In it, he seamlessly moulds techno, samples that float in and out of reach like leaves in a lake, and the odd art-pop flourish into soundscapes that undulate with the sense of powering down. Opener Playground hums with the reverberations of a church choir, while Nightmoves pulls you into its gelatinous minimalism, and Blue Ring offers 11 minutes of gentle yet highly textured experimentation with a Cluster/Eno riff and a swelling, gong bath-like close. Magic Killer boasts dark, Neon Indian-style keys, while closing track End of Heartache provides kitsch yet ambient dance-pop, slowly ushering you out of Archuleta’s meditative zone, blood pressure wonderfully stable.

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Dua Lipa: Dua Lipa review – a pop debut high on summery nonchalance

Delivered... Hannah J Davies | Scene | Thu 1 Jun 2017 11:00 pm


Originally slated for release last September and then again for February, rising British-Albanian singer Dua Lipa delayed her debut album in part to include some “exciting collaborations”. Presumably she was referring not only to the presence of R&B smoothie Miguel but Chris Martin, with whom she duets on Homesick, a tearjerky piano ballad that pleasingly mixes her smoky mid-range vocal with Martin’s crooning. While that isn’t exactly the slick, Capital FM-ready synth-pop she’s best known for, you can see why Lipa held out. Being that she is a young female singer trying to stand out among the glut of artists ploughing similar furrows, Martin’s presence does add clout to proceedings – albeit of the John Lewis ad kind.

Elsewhere, she’s doing what she does best: New Rules and Hotter Than Hell are infused with EDM and tropical house without sounding too consciously trend-chasing, while Blow Your Mind (Mwah) is an unapologetically in-your-face three minutes of pop that is strong and stylish. Despite a few generic offerings (No Goodbyes is mostly just the singer breathily uttering the words “don’t go back” on loop), this is a solid pop debut that is high on summery nonchalance.

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Sylvan Esso: What Now review – peppy, irreverent bleep-pop for coffee lovers

Delivered... Hannah J Davies | Scene | Thu 27 Apr 2017 9:30 pm

(Loma Vista)

US pairing Sylvan Esso released their self-titled debut record in 2014, full of oh-so-quirky electropop seemingly engineered for artisan cafes (unapologetically or inadvertently, it even featured a track called Coffee). Now they’ve followed it up with a second, slightly meatier effort – though you can likely still imagine its riffs melding nicely with the smell of a freshly brewed AeroPress.

Lead single Radio fizzes with Tune-Yards-style energy, as vocalist Amelia Meath – formerly a folk performer – takes a swing at the manufactured music world (“Faking the truth in a new pop song / Don’t you wanna sing along?” she asks). Kick Jump Twist is a slice of irreverent, beepy, minimal pop with a robotic zeal, while Die Young is a more mournful take on the template, underpinned by a brilliant, 80s arcade-game synth line that fades away only to make repeated comebacks. Elsewhere, Sound makes a play for the Japanese House’s ambient soundscapes, but adds little of the duo’s own personality.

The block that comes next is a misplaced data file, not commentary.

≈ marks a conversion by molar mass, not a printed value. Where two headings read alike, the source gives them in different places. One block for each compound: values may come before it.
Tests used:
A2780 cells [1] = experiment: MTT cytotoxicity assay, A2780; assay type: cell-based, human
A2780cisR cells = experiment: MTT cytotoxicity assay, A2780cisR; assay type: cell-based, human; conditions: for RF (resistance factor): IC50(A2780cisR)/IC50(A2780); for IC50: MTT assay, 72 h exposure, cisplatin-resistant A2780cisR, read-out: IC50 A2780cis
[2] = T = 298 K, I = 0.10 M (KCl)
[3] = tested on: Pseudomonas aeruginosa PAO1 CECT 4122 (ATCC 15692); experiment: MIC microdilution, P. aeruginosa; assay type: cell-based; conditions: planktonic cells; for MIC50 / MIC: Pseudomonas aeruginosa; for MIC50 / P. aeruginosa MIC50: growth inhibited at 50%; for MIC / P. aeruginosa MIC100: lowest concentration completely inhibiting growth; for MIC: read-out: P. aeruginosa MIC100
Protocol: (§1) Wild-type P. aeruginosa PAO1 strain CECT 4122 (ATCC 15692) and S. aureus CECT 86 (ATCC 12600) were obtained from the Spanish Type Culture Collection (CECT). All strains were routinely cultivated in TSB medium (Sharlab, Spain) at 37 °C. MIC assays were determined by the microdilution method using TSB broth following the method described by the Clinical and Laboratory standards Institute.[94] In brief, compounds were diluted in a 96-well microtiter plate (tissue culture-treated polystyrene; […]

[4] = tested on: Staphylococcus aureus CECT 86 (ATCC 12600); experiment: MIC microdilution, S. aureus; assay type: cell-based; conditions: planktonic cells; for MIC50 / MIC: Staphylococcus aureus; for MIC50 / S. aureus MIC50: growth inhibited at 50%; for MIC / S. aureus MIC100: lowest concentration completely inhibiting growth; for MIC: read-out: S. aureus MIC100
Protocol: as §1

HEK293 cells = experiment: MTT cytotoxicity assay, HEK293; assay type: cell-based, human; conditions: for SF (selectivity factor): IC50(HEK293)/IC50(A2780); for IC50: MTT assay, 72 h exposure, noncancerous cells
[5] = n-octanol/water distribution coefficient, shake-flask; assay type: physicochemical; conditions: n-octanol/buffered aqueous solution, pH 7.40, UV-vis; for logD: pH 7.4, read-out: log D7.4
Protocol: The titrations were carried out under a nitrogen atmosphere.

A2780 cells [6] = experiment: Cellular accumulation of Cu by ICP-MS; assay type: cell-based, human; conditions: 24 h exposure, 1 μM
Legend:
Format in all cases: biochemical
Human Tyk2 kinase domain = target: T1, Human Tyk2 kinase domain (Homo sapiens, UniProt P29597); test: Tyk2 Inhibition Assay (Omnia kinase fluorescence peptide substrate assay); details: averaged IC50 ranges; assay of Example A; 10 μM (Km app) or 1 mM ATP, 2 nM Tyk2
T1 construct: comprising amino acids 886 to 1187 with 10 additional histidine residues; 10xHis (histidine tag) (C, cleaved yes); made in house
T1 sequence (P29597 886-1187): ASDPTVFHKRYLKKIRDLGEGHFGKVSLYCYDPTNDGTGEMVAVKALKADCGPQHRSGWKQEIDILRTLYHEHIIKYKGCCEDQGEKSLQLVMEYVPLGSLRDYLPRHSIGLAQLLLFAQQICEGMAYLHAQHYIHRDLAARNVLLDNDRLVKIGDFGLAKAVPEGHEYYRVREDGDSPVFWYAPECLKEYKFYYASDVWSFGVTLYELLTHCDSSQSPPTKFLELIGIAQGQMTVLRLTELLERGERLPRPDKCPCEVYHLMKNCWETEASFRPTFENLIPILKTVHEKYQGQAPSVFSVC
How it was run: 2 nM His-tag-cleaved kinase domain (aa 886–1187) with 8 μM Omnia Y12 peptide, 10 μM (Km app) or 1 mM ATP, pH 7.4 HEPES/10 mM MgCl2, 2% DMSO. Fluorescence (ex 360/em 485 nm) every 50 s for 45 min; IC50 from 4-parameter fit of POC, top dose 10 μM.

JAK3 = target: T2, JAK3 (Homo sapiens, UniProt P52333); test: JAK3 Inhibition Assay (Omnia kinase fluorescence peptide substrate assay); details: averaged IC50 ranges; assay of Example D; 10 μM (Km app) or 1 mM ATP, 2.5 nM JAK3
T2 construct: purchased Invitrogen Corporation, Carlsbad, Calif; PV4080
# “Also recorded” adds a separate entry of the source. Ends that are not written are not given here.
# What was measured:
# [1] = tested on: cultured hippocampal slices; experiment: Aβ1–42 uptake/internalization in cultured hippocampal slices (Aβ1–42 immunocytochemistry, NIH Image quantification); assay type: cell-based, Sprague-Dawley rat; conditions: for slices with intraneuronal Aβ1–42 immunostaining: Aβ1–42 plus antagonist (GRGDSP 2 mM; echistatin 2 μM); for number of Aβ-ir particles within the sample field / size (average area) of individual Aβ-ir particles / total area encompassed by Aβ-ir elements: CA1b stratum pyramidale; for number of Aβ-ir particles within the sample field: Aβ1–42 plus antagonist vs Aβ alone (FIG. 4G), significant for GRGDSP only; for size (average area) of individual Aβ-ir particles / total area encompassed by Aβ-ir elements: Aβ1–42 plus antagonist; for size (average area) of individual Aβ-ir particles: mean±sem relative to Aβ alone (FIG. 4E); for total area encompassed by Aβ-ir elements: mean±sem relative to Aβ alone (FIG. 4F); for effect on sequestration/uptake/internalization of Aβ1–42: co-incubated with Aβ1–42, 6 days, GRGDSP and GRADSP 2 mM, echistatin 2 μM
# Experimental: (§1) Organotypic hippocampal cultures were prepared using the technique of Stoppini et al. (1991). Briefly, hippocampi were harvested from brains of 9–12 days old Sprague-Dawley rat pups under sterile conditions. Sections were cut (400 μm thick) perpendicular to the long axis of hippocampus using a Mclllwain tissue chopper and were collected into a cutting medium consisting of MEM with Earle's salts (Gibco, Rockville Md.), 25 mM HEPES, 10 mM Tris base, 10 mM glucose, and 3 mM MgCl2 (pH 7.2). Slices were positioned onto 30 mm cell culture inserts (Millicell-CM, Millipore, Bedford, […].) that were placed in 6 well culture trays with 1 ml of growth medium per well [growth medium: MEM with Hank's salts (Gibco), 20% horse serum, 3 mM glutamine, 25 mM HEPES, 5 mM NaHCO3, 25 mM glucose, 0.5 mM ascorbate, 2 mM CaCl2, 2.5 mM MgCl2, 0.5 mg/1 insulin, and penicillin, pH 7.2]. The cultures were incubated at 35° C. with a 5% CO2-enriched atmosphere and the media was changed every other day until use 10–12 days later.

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Romare: Love Songs Part Two review – experimental psychedelic love songs

Delivered... Hannah J Davies | Scene | Thu 10 Nov 2016 10:45 pm

(Ninja Tune)

In 2014, Romare – AKA producer Archie Fairhurst – released Love Songs: Part One, pasting Peggy Lee into stuttering, bass-heavy R&B and aping retro funk, jazz and blues. Although the result was timeless in the sense that it borrowed from multiple decades, the sense of curation made it feel fresh. And yet Romare’s presence didn’t feel entirely definite; Fairhurst even cribbed his stage name from an African American artist who died in the 80s. This sense of his being a conduit for larger concepts of race and identity – or maybe just a well-meaning cultural appropriator – carried on into 2015’s sample-heavy debut LP, Projections. But here the Londoner’s mission is less about recycling than creating his own psych-ish oddities: on Je T’aime, a slither of Truffaut or Godardish dialogue gives way to irregular ambience and 8-bit sounds, while Honey is bound together by gelatinous alien synths and a low-key jazz melody, with Fairhurst playing much of the instrumentation himself. Although Who Loves You sounds as if it could be a lost 70s underground disco cut, overall this collection provides more of a window on to Fairhurst’s own motivations, as he experiments around themes of love – from innocence to filth.